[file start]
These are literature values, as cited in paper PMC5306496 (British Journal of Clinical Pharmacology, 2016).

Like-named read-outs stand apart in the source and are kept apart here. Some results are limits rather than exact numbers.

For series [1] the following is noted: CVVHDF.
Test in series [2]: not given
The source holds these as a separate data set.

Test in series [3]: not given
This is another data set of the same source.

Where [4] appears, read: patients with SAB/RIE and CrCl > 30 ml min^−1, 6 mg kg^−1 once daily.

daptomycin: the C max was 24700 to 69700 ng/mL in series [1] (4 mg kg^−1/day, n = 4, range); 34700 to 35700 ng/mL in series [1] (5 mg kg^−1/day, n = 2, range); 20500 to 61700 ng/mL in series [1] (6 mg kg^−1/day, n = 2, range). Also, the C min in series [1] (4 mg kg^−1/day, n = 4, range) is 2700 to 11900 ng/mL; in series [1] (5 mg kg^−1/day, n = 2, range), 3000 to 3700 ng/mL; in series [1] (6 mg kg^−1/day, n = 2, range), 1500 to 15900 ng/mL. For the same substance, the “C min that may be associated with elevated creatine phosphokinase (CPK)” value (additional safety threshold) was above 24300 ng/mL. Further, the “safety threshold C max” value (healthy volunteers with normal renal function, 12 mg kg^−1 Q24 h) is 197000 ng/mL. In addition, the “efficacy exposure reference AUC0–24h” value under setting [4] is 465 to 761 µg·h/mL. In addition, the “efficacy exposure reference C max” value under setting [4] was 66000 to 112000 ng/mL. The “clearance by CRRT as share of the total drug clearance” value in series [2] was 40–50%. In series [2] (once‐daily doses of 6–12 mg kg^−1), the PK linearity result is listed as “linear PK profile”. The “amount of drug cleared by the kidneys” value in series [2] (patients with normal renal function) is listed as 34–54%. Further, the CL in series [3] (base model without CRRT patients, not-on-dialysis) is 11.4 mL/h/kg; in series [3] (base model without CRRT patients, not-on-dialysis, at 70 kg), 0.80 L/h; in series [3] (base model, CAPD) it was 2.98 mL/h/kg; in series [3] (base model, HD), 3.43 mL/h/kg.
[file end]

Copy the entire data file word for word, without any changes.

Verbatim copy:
These are literature values, as cited in paper PMC5306496 (British Journal of Clinical Pharmacology, 2016).

Like-named read-outs stand apart in the source and are kept apart here. Some results are limits rather than exact numbers.

For series [1] the following is noted: CVVHDF.
Test in series [2]: not given
The source holds these as a separate data set.

Test in series [3]: not given
This is another data set of the same source.

Where [4] appears, read: patients with SAB/RIE and CrCl > 30 ml min^−1, 6 mg kg^−1 once daily.

daptomycin: the C max was 24700 to 69700 ng/mL in series [1] (4 mg kg^−1/day, n = 4, range); 34700 to 35700 ng/mL in series [1] (5 mg kg^−1/day, n = 2, range); 20500 to 61700 ng/mL in series [1] (6 mg kg^−1/day, n = 2, range). Also, the C min in series [1] (4 mg kg^−1/day, n = 4, range) is 2700 to 11900 ng/mL; in series [1] (5 mg kg^−1/day, n = 2, range), 3000 to 3700 ng/mL; in series [1] (6 mg kg^−1/day, n = 2, range), 1500 to 15900 ng/mL. For the same substance, the “C min that may be associated with elevated creatine phosphokinase (CPK)” value (additional safety threshold) was above 24300 ng/mL. Further, the “safety threshold C max” value (healthy volunteers with normal renal function, 12 mg kg^−1 Q24 h) is 197000 ng/mL. In addition, the “efficacy exposure reference AUC0–24h” value under setting [4] is 465 to 761 µg·h/mL. In addition, the “efficacy exposure reference C max” value under setting [4] was 66000 to 112000 ng/mL. The “clearance by CRRT as share of the total drug clearance” value in series [2] was 40–50%. In series [2] (once‐daily doses of 6–12 mg kg^−1), the PK linearity result is listed as “linear PK profile”. The “amount of drug cleared by the kidneys” value in series [2] (patients with normal renal function) is listed as 34–54%. Further, the CL in series [3] (base model without CRRT patients, not-on-dialysis) is 11.4 mL/h/kg; in series [3] (base model without CRRT patients, not-on-dialysis, at 70 kg), 0.80 L/h; in series [3] (base model, CAPD) it was 2.98 mL/h/kg; in series [3] (base model, HD), 3.43 mL/h/kg.